There's a rule in the management change game: If you don't manage the change it will manage you.

That means that to keep your changing organization moving in the right direction, you must keep change from running wild.Planning is a big part of managing change, as we saw in last week's column. In this column, the second in a series of three, you'll find suggestions for putting your transition plans into effect:

- Set up transition management teams to orchestrate big changes. Help the team think carefully about its task by having members discuss major changes they went through that were handled poorly.

- Sell the problem before selling the solution. Your staff will see the need for change before it is announced. And they might have some good ideas for solving the problems.

- Show employees how they and the organization as a whole will advance because of the change. One way to do this is in small meetings after the announcement has sunk in. Ask employees what they think the benefits will be for them. Let the advantages come out in a discussion instead of you dictating them.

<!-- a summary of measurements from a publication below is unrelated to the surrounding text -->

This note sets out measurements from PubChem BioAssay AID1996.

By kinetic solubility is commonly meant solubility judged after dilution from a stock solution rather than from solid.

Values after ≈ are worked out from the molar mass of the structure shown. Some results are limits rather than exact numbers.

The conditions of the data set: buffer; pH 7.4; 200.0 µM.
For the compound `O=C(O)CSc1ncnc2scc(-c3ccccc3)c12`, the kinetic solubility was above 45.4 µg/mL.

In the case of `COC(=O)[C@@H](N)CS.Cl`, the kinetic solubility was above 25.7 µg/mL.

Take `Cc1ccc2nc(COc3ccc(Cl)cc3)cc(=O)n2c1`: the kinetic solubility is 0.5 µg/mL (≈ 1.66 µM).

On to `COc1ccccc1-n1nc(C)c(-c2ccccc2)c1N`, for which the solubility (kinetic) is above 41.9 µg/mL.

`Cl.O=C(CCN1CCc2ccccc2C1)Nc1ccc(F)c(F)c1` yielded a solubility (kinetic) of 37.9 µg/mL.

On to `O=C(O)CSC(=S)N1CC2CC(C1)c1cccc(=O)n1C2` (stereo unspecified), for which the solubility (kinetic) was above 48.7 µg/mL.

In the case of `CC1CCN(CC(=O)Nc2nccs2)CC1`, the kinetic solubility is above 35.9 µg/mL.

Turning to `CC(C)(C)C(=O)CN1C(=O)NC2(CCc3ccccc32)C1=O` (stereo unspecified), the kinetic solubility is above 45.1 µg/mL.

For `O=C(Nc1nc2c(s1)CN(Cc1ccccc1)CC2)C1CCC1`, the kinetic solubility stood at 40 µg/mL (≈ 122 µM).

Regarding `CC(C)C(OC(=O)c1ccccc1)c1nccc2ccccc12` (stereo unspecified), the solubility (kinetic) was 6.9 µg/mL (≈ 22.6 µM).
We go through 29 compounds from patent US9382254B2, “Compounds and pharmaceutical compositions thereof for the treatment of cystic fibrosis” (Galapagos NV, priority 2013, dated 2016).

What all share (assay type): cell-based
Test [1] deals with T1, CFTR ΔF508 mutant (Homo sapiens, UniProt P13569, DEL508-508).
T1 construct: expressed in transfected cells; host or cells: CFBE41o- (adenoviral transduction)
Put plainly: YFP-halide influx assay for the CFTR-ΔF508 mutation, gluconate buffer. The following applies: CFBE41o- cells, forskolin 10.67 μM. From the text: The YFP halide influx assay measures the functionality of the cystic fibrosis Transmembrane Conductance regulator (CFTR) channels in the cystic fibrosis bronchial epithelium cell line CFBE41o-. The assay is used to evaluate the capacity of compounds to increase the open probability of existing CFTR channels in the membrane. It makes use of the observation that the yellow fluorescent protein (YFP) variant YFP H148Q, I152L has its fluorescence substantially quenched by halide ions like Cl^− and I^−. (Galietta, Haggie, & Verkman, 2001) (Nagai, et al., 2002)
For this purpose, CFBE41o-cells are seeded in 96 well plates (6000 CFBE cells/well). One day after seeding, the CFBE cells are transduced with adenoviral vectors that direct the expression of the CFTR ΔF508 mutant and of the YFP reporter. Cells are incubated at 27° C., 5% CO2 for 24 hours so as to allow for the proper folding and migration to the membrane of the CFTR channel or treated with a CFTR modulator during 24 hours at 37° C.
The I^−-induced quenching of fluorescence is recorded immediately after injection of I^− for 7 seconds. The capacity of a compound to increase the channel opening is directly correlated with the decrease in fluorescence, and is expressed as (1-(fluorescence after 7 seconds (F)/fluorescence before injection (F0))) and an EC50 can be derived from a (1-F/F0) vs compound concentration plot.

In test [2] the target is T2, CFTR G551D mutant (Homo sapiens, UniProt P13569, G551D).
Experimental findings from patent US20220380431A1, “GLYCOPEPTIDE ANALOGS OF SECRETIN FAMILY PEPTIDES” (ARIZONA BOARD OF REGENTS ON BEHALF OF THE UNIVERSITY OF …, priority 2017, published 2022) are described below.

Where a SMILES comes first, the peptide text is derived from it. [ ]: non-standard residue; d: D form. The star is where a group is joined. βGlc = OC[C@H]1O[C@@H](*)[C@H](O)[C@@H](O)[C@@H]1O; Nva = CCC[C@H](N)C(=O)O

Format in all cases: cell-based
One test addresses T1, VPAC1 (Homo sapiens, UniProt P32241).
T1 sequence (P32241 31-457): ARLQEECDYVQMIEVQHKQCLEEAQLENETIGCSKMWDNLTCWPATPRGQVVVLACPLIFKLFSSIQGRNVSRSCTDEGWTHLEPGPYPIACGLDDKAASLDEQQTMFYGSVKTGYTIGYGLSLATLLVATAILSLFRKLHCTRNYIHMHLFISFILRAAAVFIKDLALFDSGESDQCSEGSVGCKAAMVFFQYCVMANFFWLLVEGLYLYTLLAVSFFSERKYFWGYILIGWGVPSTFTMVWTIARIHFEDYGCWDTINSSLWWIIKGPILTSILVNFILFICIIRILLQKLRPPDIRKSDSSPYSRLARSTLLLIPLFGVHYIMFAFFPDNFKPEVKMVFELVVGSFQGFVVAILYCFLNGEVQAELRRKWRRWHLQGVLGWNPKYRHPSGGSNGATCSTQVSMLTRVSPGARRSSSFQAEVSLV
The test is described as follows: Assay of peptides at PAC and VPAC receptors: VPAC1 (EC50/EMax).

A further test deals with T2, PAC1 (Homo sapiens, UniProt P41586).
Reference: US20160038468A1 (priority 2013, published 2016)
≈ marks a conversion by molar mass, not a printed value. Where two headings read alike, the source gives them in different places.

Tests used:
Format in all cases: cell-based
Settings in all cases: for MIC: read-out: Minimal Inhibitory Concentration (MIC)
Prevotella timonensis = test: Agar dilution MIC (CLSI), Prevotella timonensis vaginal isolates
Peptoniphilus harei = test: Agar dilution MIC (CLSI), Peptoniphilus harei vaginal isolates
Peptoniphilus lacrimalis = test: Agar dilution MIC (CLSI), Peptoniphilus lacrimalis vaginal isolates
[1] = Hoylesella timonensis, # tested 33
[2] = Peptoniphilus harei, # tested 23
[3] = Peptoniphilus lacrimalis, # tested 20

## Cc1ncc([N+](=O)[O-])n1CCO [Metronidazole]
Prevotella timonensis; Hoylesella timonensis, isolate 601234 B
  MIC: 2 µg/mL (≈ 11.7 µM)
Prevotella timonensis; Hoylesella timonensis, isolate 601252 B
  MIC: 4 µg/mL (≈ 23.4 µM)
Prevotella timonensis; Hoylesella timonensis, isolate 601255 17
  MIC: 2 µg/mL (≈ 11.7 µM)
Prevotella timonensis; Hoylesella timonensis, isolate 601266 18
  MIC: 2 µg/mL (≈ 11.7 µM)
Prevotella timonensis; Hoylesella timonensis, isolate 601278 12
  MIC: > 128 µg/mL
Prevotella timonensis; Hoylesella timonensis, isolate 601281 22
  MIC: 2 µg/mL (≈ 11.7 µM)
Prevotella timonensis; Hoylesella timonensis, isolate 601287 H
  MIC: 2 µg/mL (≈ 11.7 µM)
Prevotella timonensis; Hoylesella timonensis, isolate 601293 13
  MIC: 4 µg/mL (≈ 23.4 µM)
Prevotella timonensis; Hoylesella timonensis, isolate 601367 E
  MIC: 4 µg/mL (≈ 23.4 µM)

- Recognize that any change also results in a losses for some. Warn employees about possible losses, such as attachments to people and to things, as well as turf and structure. Then let them grieve their losses, just as people grieve a loved one. They'll go through denial, anger, anxiety, sadness, disorientation and, finally, acceptance.

- Let people know that you see and understand their suffering. Tell them that you know it will cost them. But, for specific reasons, the change will stand. If you tell them, "Stop whining," you'll only drive their reactions underground, where they could be destructive. You may need to define acceptable ways to act out negative reactions.

- Find ways to compensate people for their losses. For example, some employees might need a different kind of status as trainers or mentors to compensate for the rank they lost when their jobs changed.

- Listen a lot throughout this process. Ask for employees' questions and concerns, listen to their complaints, hear their suggestions. Resist becoming defensive. Work hard to show that you accept their emotions.

- Use the time between announcement and implementation of changes to encourage creativity and get people involved in shaping the transition. People often are creative in this neutral time because they're not cramped by the old ways nor limited by new rules. This is the time to let people step back, think and help decide how things ought to go in the future.